The Oceans and Coastal Protection Division (OCPD) of the EPA envisions clean and safe oceans and coasts that sustain human health, the environment, and the economy. The mission of OCPD is to protect and restore the ocean and coastal ecosystems by promoting watershed-based coastal management, preventing pollution of the marine environment, and monitoring and assessing coastal conditions.
On June 12, 2009, President Obama established an Interagency Ocean Policy Task Force, led by the White House Council on Environmental Quality. The Task Force is charged with developing a recommendation for a national policy that ensures protection, maintenance, and restoration of oceans, coasts and the great lakes.
Many human activities including shoreline development, land-based sources of pollution, and discharges from vessels impact ocean habitats. Direct pollution from vessels and the invasion of non-indigenous species causes significant environmental impacts to coastal and ocean ecosystems. Pollution from recreational, commercial, and military vessels emanates from a variety of sources such as gray water, sewage, ballast water, anti-fouling paints, hazardous materials, and municipal and commercial garbage, and other wastes. Marine debris is any man-made, solid material that enter the waterways either directly or indirectly from a number of land- and ocean-based sources.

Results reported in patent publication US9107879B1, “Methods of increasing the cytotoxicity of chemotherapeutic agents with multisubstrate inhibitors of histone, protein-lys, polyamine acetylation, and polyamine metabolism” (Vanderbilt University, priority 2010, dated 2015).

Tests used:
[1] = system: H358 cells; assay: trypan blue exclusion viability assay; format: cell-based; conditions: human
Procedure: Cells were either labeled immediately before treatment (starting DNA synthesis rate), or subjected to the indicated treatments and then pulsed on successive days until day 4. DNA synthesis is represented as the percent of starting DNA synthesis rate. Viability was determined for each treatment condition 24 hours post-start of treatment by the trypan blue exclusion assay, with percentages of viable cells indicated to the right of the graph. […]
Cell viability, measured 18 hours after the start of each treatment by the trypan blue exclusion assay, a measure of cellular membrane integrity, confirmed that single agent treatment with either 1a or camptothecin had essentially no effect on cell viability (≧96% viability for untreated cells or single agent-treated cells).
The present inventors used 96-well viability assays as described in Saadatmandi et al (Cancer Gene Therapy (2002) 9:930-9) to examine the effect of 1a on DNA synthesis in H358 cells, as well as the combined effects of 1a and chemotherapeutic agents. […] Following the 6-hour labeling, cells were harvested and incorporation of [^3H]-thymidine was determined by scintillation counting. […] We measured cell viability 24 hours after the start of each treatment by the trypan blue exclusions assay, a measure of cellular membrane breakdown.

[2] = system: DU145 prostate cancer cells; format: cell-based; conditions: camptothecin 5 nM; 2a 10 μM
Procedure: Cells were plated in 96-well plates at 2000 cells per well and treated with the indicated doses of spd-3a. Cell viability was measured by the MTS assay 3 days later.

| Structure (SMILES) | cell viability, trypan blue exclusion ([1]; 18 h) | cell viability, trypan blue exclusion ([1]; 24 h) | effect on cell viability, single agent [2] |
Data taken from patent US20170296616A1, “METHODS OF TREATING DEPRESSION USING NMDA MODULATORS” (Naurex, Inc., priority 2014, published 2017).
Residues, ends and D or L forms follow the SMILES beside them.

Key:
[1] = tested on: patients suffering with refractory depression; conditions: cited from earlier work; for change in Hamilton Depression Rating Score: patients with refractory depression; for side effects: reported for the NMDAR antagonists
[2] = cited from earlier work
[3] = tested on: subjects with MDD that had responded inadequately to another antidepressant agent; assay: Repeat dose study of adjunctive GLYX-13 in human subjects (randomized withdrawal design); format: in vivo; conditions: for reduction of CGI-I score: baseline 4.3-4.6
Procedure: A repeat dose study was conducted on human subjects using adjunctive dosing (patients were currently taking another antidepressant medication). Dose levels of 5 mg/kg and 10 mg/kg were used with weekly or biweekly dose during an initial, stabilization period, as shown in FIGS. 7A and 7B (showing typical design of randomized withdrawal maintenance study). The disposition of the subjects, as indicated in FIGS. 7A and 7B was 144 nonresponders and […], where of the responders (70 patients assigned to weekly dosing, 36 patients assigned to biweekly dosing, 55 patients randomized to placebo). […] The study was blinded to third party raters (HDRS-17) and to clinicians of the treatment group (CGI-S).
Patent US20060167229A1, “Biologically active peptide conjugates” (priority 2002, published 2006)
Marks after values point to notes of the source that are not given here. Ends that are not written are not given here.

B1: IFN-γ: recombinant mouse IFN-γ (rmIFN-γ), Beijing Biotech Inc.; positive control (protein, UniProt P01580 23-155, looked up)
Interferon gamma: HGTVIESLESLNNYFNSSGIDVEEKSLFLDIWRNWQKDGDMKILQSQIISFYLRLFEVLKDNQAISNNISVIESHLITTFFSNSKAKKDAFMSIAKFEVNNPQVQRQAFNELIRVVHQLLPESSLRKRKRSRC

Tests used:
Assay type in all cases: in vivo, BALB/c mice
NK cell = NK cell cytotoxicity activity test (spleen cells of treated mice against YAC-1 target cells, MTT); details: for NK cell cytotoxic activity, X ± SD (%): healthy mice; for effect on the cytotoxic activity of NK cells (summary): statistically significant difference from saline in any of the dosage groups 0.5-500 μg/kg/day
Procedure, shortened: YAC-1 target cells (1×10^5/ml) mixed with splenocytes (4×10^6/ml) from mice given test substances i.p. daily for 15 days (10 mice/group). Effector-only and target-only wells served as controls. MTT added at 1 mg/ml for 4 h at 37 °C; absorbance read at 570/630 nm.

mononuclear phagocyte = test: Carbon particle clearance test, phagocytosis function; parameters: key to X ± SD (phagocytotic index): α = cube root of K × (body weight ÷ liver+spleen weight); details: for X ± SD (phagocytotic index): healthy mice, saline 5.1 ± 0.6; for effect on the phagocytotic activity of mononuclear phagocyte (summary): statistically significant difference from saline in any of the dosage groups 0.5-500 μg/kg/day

In 1972, Congress enacted the Marine Protection, Research, and Sanctuaries Act (MPRSA), also known as the Ocean Dumping Act, to prohibit the dumping of material into the ocean that would unreasonably degrade or endanger human health or the marine environment. Almost all the ocean dumped material is dredged material removed from the bottom of water bodies to maintain navigation channels and berthing areas. Other ocean disposed materials include fish wastes, human remains, and vessels.
Ocean dumping can be done only with a permit issued under the MPRSA. However, in the case of dredged material, the decision to issue a permit is made by the US Army Corps of Engineers, subject to EPA concurrence. The EPA is responsible for designating recommended ocean dumping sites for all types of materials.
The EPA’s only ocean and coastal monitoring vessel is the Ocean Survey Vessel Bold (The Bold) which was acquired on March 31, 2004. According to the EPA, accurate and timely data collection and analysis along the coasts will help to take actions necessary to keep the coastal and ocean waters healthy.